Have you ever walked into your favorite sports bar and seen a piece of paper with a bunch of boxes drawn on it – each with a pair of initials in them – prominently taped to the mirror behind the bartender? What is that, you ask yourself? The answer to this question is fairly simple. It is sports betting. Just another, easy way for people to place a friendly – and inexpensive – wager on a football game. Here is a basic guide on this how the whole process works:
The preliminaries – It starts simply enough. When you walk into the bar and are served a drink, you will most likely be asked if you would like to “buy a box” in that week’s football lottery. For a a one, two or five-dollar bet, you can win 50 times your bet or more. Sounds good, right. Well, it can be but you must be lucky quite lucky or you are out of luck on your “investment”. Nevertheless, it is a quite entertaining way to enliven your watching of a football game – especially if your favorite NFL team is not playing.
The choice – You see, there is no real expertise involved at all in this game. Just plain dumb luck. After all of the boxes are sold, the bartender – or whoever is in charge of the game – will make a public show of determining which numbers are attributed to each box. They will write the name of one team across the top of the sheet and another along the side. They will then take ten playing cards – an ace through a ten – and shuffle them. They will then reveal them one at a time and assign them in order to each box along the top of the sheet. They will then reshuffle them and repeat the process for the numbers along the side. In this way, each box on the sheet gets two numbers. It is extremely important that this process is completed before the game begins as it ensures every contestant has a chance to draw the more favorable numbers – usually 3, 4 and 7.
The action – At the end of each quarter, the results of the game are compared to the numbers on the board. Only the last digit of each score is considered. So if the Houston Texans are playing the Kansas City Chiefs, both of their scores are noted and the final digit of each score is cross-referenced on the playing sheet. The intersection of these two numbers resolves the winner of the bet for that particular quarter. This process is repeated for the first and third quarters as well as for the half and for the final result.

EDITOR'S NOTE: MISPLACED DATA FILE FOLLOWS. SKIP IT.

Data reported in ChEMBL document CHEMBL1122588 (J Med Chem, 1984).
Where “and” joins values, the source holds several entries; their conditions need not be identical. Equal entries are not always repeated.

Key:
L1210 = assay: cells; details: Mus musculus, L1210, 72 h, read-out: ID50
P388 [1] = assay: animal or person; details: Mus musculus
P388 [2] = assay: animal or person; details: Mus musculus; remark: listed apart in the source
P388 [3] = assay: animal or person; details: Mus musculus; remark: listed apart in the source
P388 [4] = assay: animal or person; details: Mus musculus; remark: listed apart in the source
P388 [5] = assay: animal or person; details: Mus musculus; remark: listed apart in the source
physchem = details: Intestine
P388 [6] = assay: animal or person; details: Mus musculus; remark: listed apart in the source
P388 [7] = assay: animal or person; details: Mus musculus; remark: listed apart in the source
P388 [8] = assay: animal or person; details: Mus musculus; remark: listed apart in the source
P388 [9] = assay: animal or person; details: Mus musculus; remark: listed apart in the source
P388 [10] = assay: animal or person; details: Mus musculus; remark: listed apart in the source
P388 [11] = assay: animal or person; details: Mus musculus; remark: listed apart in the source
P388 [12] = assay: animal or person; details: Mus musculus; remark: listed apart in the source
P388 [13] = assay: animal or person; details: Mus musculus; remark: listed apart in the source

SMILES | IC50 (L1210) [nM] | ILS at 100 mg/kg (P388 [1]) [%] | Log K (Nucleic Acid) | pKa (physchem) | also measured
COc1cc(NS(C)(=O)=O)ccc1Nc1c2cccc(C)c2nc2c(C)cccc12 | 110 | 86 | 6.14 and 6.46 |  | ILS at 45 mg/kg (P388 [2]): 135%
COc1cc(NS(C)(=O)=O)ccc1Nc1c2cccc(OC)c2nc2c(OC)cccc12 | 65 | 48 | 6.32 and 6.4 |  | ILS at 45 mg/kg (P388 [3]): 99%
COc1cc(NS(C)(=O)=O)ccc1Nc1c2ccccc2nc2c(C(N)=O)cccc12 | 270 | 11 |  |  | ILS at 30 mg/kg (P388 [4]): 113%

The results – The payoffs for the bet are staggered. For example, a betting pool that requires a one dollar entry fee has a total prize pool of one hundred dollars less any amount retained by the house. Typically, this amount of monies would be awarded as $10 to each of the players who matches the first and third quarter numbers, $30 to the player who matches the numbers at the half and the last $50 to the player who matches the final score. In larger prize pools, the awards are sometimes further subdivided. A notable example is the use of reverses. If these are awarded the player with the “right” numbers but the “wrong teams” is given a consolation prize of some sort.
A few caveats – Sometimes, the game will end in a tie before overtime. This result is not used as the payment if for the final result not the end of the fourth quarter. If the game eventually results in a tie, then the result is used. Also, the payment can vary from the guidelines above as the bar may sometimes collect a “vigorish” for administering the game and providing refreshments.